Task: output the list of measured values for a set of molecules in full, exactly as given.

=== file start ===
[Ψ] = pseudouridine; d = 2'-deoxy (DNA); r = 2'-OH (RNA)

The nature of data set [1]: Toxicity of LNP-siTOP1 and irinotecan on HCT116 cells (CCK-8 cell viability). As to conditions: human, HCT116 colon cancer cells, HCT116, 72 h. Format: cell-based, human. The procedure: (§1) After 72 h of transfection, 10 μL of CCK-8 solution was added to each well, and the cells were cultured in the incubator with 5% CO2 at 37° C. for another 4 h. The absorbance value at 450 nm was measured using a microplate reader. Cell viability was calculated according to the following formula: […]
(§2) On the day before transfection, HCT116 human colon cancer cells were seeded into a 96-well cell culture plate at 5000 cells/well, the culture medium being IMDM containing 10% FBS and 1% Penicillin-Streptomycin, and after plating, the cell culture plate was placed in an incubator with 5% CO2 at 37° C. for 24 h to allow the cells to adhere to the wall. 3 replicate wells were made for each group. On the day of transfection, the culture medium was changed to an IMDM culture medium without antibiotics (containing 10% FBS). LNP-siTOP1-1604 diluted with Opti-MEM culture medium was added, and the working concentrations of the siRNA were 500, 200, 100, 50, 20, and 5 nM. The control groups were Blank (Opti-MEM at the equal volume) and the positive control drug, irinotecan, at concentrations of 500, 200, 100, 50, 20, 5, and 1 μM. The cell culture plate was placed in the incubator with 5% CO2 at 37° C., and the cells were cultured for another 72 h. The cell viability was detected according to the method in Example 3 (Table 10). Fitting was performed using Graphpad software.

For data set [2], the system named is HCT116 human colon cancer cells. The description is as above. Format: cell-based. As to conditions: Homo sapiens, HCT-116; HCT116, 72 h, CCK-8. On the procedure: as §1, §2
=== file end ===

[Ψ] = pseudouridine; d = 2'-deoxy (DNA); r = 2'-OH (RNA)

The nature of data set [1]: Toxicity of LNP-siTOP1 and irinotecan on HCT116 cells (CCK-8 cell viability). As to conditions: human, HCT116 colon cancer cells, HCT116, 72 h. Format: cell-based, human. The procedure: (§1) After 72 h of transfection, 10 μL of CCK-8 solution was added to each well, and the cells were cultured in the incubator with 5% CO2 at 37° C. for another 4 h. The absorbance value at 450 nm was measured using a microplate reader. Cell viability was calculated according to the following formula: […]
(§2) On the day before transfection, HCT116 human colon cancer cells were seeded into a 96-well cell culture plate at 5000 cells/well, the culture medium being IMDM containing 10% FBS and 1% Penicillin-Streptomycin, and after plating, the cell culture plate was placed in an incubator with 5% CO2 at 37° C. for 24 h to allow the cells to adhere to the wall. 3 replicate wells were made for each group. On the day of transfection, the culture medium was changed to an IMDM culture medium without antibiotics (containing 10% FBS). LNP-siTOP1-1604 diluted with Opti-MEM culture medium was added, and the working concentrations of the siRNA were 500, 200, 100, 50, 20, and 5 nM. The control groups were Blank (Opti-MEM at the equal volume) and the positive control drug, irinotecan, at concentrations of 500, 200, 100, 50, 20, 5, and 1 μM. The cell culture plate was placed in the incubator with 5% CO2 at 37° C., and the cells were cultured for another 72 h. The cell viability was detected according to the method in Example 3 (Table 10). Fitting was performed using Graphpad software.

For data set [2], the system named is HCT116 human colon cancer cells. The description is as above. Format: cell-based. As to conditions: Homo sapiens, HCT-116; HCT116, 72 h, CCK-8. On the procedure: as §1, §2